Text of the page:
What was your birth experience like in Japan? Better or worse than you expected?
I had heard a lot of horror stories about giving birth in Japan but I would say it was better than I expected, although I was *extremely* disappointed about the food I got.
When it’s your first time giving birth, though, you don’t have anything to compare it to!
It was better than I expected in some respects, but worse in others. All kids born in central Kansai: singleton first, twins second.
My first daughter was born in our crumbly, old city hospital, which had policy of no pain relief (One of the elderly nurses actually said to me ‘This is Japan, we don’t do painless births here’). But the after-birth care was brilliant. A total of 5 days in hospital, which was so, so helpful in getting breastfeeding established as a first time mum. In my country (UK), women are often sent home a few hours after birth, which seems far too quick. My daughter was kept in the nursery for the whole 5 days, I had to go there every 3 hours to feed her. This arrangement suited me quite well, although it is a bit old fashioned.
When I found out I was having more than one for my second pregnancy, I was immediately refered to a big, new university hospital, and spent the final three weeks of the pregnancy hospitalized. This extended hospitalization is standard practice for twin pregnancies in Japan apparently, regardless of complications. In my case, I was given the drug ritodrine 3 times a day for 3 weeks during this time, to prevent premature labor. This drug is considered dangerous in other countries, due to its side-affects (it causes your heart to race, and limbs to shake for two hours after each dose), so watch out for that if you are recommended to take it!
The twins were born at 37 weeks by c-section, my doctor/surgeon was wonderful, as were most of the nurses. My husband wasn’t allowed into theater, but to be honest, I doubt I’d have noticed him even if he was there! We spent a week in hospital, and this time I noticed a dramatic increase in the quality of the food after I had given birth (almost double the amount, delicious, and extra snacks throughout the day). The twins were put with me from the start this time, but there were nurses available to call 24/7 for help with breastfeeding etc.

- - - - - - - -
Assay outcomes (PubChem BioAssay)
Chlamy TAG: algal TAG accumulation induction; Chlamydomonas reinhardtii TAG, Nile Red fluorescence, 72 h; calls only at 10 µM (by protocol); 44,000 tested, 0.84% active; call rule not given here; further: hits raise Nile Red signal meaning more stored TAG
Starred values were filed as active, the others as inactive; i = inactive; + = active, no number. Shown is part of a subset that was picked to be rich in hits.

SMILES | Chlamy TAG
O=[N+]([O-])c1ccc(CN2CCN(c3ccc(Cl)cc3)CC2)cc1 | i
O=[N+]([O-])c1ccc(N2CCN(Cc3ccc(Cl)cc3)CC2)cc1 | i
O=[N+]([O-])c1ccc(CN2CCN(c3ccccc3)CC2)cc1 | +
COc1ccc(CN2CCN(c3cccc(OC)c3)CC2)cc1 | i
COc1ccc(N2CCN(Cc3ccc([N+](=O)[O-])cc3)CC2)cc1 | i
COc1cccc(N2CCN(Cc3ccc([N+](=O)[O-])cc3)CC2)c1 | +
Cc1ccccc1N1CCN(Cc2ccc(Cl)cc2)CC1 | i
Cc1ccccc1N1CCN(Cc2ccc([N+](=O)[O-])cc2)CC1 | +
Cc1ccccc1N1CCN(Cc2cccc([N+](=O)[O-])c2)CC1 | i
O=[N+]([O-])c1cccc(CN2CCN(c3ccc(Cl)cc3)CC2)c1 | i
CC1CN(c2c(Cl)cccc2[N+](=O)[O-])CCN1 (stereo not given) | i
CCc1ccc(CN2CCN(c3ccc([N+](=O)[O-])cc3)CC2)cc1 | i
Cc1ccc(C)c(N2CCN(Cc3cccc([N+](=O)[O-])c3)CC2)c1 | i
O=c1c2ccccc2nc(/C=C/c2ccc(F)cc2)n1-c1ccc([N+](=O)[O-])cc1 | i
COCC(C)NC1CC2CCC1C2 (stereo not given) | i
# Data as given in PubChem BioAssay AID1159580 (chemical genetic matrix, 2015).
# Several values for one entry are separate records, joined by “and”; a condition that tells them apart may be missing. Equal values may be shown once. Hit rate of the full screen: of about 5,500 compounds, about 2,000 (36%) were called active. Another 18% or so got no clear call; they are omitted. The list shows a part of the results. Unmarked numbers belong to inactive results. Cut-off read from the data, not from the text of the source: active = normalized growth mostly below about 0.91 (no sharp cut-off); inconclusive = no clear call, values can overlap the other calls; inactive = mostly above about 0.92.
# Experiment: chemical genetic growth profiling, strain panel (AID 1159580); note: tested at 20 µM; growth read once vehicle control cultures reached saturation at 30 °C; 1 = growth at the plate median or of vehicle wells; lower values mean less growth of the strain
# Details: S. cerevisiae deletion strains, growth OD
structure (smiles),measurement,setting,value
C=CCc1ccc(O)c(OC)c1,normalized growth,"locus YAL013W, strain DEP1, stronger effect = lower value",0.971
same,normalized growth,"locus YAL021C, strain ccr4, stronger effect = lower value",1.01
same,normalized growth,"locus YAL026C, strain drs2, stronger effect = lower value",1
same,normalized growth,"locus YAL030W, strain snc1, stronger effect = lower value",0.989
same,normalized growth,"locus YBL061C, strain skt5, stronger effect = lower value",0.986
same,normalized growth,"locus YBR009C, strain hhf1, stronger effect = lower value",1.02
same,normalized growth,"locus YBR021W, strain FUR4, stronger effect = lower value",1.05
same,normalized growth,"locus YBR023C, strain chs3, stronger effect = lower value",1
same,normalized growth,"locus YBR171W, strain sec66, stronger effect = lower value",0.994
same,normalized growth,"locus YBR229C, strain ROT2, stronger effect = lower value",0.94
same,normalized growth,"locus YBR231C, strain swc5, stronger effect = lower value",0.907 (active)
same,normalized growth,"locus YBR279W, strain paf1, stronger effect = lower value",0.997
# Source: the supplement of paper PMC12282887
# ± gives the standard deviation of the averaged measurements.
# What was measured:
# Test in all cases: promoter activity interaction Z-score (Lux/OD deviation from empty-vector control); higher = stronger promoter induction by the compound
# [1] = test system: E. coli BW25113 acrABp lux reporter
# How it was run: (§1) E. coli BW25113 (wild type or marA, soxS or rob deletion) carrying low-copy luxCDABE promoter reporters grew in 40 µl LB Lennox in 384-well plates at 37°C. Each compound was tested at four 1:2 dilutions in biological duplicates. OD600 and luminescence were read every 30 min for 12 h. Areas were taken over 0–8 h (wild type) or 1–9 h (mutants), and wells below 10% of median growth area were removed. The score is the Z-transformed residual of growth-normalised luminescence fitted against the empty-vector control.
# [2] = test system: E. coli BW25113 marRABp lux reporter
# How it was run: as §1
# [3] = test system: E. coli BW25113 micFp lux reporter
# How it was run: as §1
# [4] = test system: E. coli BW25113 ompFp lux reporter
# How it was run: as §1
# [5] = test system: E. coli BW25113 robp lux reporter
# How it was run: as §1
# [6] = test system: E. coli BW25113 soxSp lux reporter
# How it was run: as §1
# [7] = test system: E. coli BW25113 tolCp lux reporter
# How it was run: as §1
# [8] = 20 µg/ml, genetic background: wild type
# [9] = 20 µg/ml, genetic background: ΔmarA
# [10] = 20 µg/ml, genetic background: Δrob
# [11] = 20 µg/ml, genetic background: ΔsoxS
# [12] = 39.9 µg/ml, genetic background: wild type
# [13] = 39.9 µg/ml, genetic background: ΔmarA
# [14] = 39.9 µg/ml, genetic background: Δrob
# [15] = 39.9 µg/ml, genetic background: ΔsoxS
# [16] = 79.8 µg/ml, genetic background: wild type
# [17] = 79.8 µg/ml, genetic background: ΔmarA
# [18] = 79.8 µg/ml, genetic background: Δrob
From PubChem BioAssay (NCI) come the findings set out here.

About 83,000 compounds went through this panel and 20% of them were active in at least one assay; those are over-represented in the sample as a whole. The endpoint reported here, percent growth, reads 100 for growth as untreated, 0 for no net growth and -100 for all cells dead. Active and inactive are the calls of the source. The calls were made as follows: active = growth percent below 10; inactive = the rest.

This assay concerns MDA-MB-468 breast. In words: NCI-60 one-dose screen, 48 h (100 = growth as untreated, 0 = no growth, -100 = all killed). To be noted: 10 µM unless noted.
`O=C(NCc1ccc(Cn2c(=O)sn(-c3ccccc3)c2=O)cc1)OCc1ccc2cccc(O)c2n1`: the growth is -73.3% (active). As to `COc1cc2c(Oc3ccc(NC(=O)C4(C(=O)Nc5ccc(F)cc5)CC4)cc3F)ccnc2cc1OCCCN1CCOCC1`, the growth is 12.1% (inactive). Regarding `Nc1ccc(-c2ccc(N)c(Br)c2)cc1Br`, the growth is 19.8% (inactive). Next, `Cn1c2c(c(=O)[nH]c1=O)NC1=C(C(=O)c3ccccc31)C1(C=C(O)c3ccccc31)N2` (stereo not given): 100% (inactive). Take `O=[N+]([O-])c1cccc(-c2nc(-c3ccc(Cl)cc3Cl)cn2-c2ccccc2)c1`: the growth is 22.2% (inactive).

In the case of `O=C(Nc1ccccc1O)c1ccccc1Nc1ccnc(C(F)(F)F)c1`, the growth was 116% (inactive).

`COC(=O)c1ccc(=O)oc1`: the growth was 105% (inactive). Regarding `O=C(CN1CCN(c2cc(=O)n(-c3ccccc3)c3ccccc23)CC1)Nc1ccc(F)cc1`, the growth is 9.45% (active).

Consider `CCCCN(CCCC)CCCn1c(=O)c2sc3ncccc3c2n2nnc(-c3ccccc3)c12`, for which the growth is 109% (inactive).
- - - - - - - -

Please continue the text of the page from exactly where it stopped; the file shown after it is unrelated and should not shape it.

Generally, I would say Japan has got the after-birth care right, but some of the other birth practices may need a bit of updating.
Thanks for sharing your experience, Liz! It was very interesting to read, especially since you had twins the second time. It’s a bit scary that they gave you ritodrine. I wonder why Japan continues to use it and what happens if someone doesn’t want to take it.
“My husband wasn’t allowed into theater, but to be honest, I doubt I’d have noticed him even if he was there!” This is exactly how I felt! I was so nervous and trying to focus on what the doctors and nurses were telling me (and terrified that I would feel pain) that my husband was the last thing on my mind.
The after-birth care is absolutely great, it’s nice to have that support for a few days before you’re thrown into taking care of a newborn alone.
Mine went pretty well. I went into labor and hung out in agony in the delivery room trying really hard not to throw up and to keep breathing. I ended up saying yes to having a midwife’s student join us, so the room was crowded. The only thing that really annoyed me was they kept bugging me to eat something near the end but I was so nauseated and they tried to give me cold pizza toast and blueberry yogurt and it was just ugh. I didn’t have any pain medication and ended up with a vacuum birth and episiotomy but luckily I recovered from everything extremely well.